They never left their roots and they always sort of existed in the small bars and on the dirty streets of the cities and places they loved. There is an unstated pride in who their people were and in what they did. Their heroes and heroines were always the "little guy" and the "mother of five". No "poor schlubs", their subjects always had their personal dignity.

People would call out to them on the street and they would just give a nod. Both were adored by their readers and both always seemed slightly embarrassed by their fame. But they deeply understood the people and they wrote about the people and things they understood by beating it out on a keyboard to beat a deadline.

One thing about them, they lived and wrote during a time when photojournalism was a constant thing. Nowdays, too many newspapers and magazines have retired their photographers and told their print writers to use their smartphone to get the shot.

Writers can't capture the exact moment Oswald gets shot or the drama of Yogi Berra watching the ball ride the wind over the outfield wall or of Jackie Robinson sliding into home plate under the tag.

https://www.google.com/search?q=yogi...hrome&ie=UTF-8

Royko wrote with a clarity that his words would make it impossible for the editor to insert the wrong photo.

Lots of talk about how so many things have been made cheaper over the years, and much of it is true. Today writers like Royko and Terkel would have to concern themself with not only getting the story but also getting the shot. I think they might both forget the shot and just let their words paint the images. They were masters of the art of journalism.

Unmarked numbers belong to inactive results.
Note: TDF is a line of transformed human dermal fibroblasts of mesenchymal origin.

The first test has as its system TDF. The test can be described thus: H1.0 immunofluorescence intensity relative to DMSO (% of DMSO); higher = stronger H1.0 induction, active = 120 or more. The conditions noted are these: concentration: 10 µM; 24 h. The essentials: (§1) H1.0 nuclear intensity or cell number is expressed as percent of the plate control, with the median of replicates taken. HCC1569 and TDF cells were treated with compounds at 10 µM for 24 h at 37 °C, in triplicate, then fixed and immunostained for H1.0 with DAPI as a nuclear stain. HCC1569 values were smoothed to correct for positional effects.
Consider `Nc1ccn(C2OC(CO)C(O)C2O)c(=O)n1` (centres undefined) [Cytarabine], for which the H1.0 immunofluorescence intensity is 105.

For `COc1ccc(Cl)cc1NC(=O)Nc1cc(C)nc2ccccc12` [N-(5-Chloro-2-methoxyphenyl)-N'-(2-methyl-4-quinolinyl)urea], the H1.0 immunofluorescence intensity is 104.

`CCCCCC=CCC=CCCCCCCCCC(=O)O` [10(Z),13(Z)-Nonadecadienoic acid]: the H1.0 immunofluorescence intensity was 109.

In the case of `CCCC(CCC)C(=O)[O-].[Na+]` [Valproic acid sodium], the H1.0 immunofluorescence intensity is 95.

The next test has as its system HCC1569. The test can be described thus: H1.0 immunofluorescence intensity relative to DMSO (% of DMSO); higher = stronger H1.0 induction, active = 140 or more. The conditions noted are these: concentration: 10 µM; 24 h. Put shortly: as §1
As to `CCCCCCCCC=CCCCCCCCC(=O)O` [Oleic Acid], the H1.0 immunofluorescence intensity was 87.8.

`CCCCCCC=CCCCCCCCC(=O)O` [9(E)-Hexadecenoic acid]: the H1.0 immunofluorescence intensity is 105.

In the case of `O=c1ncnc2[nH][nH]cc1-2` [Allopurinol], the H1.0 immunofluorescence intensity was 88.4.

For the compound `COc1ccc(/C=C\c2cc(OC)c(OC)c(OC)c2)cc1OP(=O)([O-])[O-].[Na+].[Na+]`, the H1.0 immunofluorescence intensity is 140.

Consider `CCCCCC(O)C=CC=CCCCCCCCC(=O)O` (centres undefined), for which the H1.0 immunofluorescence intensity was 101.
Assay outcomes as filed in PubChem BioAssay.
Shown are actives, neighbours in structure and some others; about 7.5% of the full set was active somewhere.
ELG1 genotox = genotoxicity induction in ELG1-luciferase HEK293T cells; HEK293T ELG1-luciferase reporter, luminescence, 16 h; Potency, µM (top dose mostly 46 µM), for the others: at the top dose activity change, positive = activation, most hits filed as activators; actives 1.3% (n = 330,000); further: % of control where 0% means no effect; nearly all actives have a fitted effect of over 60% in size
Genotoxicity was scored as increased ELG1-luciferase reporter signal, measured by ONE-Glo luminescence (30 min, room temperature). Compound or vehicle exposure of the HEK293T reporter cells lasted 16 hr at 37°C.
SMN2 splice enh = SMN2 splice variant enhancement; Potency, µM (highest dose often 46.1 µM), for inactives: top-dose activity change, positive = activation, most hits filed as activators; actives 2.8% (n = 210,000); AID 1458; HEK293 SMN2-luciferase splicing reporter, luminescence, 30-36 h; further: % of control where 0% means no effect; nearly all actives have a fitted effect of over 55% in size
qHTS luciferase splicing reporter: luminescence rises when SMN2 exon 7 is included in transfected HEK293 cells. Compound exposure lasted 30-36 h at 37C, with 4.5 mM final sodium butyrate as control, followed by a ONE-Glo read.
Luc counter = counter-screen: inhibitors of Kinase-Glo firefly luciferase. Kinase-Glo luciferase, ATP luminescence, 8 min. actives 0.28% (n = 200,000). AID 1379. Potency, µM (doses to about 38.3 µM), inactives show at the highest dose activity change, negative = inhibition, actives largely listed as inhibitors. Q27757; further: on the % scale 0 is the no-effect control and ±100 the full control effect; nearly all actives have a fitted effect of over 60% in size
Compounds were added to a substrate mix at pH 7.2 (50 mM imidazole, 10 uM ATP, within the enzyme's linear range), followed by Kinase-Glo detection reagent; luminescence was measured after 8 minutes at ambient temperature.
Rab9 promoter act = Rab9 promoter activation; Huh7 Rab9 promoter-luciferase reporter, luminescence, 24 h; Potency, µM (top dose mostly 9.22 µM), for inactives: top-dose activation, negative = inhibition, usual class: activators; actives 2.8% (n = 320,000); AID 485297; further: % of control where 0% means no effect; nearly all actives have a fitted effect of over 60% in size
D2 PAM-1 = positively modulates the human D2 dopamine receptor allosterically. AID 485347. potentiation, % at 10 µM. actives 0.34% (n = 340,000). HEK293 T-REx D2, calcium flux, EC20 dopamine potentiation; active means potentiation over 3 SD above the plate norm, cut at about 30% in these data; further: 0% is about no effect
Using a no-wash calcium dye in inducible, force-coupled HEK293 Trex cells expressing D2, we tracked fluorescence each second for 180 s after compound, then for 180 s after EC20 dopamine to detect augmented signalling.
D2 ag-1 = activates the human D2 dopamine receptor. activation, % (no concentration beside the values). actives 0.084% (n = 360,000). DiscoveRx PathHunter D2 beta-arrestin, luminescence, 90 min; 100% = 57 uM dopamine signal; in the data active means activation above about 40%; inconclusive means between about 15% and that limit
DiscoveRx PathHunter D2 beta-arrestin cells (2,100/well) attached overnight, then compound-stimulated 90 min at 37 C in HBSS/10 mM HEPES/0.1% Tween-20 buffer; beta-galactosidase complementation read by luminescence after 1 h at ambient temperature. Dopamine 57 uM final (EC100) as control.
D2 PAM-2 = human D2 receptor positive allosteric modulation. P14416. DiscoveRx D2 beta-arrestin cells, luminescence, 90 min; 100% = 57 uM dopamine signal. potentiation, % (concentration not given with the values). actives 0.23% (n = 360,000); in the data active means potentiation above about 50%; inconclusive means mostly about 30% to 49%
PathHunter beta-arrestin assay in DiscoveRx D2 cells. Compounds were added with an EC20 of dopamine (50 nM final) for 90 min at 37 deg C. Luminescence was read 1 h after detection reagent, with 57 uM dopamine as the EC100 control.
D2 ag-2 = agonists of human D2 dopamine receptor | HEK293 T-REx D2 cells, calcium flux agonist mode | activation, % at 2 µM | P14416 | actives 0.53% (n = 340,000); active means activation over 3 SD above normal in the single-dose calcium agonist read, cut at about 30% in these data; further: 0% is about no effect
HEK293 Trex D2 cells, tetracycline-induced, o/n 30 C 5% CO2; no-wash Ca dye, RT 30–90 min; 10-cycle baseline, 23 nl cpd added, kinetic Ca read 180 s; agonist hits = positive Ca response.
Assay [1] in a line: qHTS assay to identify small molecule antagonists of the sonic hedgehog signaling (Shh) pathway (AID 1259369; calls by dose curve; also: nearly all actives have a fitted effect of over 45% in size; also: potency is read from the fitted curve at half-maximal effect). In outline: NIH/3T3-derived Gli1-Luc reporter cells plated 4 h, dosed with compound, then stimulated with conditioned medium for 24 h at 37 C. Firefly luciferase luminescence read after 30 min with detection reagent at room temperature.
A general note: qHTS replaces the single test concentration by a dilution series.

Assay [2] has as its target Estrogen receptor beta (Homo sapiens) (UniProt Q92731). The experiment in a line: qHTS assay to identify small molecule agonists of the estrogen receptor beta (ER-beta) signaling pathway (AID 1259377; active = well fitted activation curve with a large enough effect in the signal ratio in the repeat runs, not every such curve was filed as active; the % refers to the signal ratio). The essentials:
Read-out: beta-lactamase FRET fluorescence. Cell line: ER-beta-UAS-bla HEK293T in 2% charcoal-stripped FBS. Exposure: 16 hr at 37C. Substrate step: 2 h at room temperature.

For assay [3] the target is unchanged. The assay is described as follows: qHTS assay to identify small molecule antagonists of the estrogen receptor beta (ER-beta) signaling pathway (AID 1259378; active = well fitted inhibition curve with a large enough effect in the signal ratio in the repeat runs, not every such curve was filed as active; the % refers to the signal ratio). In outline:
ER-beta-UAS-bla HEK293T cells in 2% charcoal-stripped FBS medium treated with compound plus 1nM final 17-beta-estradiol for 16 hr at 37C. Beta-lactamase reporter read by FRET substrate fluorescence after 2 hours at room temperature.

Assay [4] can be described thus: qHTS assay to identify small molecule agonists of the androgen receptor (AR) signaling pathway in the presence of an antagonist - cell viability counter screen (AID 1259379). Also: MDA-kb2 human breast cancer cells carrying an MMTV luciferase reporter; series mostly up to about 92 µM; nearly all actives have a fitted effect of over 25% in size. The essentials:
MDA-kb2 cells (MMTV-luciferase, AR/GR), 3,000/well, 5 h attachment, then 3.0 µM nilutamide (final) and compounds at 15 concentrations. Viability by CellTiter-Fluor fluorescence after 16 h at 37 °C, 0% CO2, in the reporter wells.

The days of Royko and Terkel exist as a time when journalism was rich and quite fearless. They lived in a moment of history when they could feel their oats and there was no concern about the oats being GMO free.

I would hate to think young writers aren't reading what these guys put out and thinking, "I can do that."


http://www.nytimes.com/books/99/09/2...rkel-hard.html
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Old 02-27-2018, 10:25 AM   #16
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Quote:
Originally Posted by JanVigne View Post
I'd have to say I still feel journalism is alive and doing well but there are too many fools out there trying to beat it to death with a club, stab it in the back and kick it over the cliff.

Royko and Studs Terkel were products of their time and that time is long gone. We can't return there and probably shouldn't try.

They never left their roots and they always sort of existed in the small bars and on the dirty streets of the cities and places they loved. There is an unstated pride in who their people were and in what they did. Their heroes and heroines were always the "little guy" and the "mother of five". No "poor schlubs", their subjects always had their personal dignity.

People would call out to them on the street and they would just give a nod. Both were adored by their readers and both always seemed slightly embarrassed by their fame. But they deeply understood the people and they wrote about the people and things they understood by beating it out on a keyboard to beat a deadline.

One thing about them, they lived and wrote during a time when photojournalism was a constant thing. Nowdays, too many newspapers and magazines have retired their photographers and told their print writers to use their smartphone to get the shot.

Writers can't capture the exact moment Oswald gets shot or the drama of Yogi Berra watching the ball ride the wind over the outfield wall or of Jackie Robinson sliding into home plate under the tag.